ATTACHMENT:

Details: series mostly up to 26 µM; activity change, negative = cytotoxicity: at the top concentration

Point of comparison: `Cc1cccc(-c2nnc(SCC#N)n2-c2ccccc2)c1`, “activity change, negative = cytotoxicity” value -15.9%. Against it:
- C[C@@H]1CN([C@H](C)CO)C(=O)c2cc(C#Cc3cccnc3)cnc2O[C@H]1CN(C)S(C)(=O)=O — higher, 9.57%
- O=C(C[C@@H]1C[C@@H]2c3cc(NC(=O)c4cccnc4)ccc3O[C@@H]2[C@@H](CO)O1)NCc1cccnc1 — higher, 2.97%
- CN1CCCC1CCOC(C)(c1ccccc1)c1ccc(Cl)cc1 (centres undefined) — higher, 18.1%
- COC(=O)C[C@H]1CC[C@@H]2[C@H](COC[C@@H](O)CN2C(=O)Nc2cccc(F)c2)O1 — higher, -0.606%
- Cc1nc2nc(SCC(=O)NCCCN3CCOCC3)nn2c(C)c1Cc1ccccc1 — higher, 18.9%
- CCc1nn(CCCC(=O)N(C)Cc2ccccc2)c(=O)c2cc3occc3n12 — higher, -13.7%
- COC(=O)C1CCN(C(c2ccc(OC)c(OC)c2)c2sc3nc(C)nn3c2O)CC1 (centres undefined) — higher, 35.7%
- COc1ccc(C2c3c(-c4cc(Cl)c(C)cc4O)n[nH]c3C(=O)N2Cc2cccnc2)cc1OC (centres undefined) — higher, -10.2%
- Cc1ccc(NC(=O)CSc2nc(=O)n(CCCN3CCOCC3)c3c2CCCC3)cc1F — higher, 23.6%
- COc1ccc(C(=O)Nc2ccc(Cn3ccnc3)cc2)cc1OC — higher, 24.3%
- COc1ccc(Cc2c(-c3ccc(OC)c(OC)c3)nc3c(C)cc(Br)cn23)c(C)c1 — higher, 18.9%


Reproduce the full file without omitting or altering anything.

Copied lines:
Details: series mostly up to 26 µM; activity change, negative = cytotoxicity: at the top concentration

Point of comparison: `Cc1cccc(-c2nnc(SCC#N)n2-c2ccccc2)c1`, “activity change, negative = cytotoxicity” value -15.9%. Against it:
- C[C@@H]1CN([C@H](C)CO)C(=O)c2cc(C#Cc3cccnc3)cnc2O[C@H]1CN(C)S(C)(=O)=O — higher, 9.57%
- O=C(C[C@@H]1C[C@@H]2c3cc(NC(=O)c4cccnc4)ccc3O[C@@H]2[C@@H](CO)O1)NCc1cccnc1 — higher, 2.97%
- CN1CCCC1CCOC(C)(c1ccccc1)c1ccc(Cl)cc1 (centres undefined) — higher, 18.1%
- COC(=O)C[C@H]1CC[C@@H]2[C@H](COC[C@@H](O)CN2C(=O)Nc2cccc(F)c2)O1 — higher, -0.606%
- Cc1nc2nc(SCC(=O)NCCCN3CCOCC3)nn2c(C)c1Cc1ccccc1 — higher, 18.9%
- CCc1nn(CCCC(=O)N(C)Cc2ccccc2)c(=O)c2cc3occc3n12 — higher, -13.7%
- COC(=O)C1CCN(C(c2ccc(OC)c(OC)c2)c2sc3nc(C)nn3c2O)CC1 (centres undefined) — higher, 35.7%
- COc1ccc(C2c3c(-c4cc(Cl)c(C)cc4O)n[nH]c3C(=O)N2Cc2cccnc2)cc1OC (centres undefined) — higher, -10.2%
- Cc1ccc(NC(=O)CSc2nc(=O)n(CCCN3CCOCC3)c3c2CCCC3)cc1F — higher, 23.6%
- COc1ccc(C(=O)Nc2ccc(Cn3ccnc3)cc2)cc1OC — higher, 24.3%
- COc1ccc(Cc2c(-c3ccc(OC)c(OC)c3)nc3c(C)cc(Br)cn23)c(C)c1 — higher, 18.9%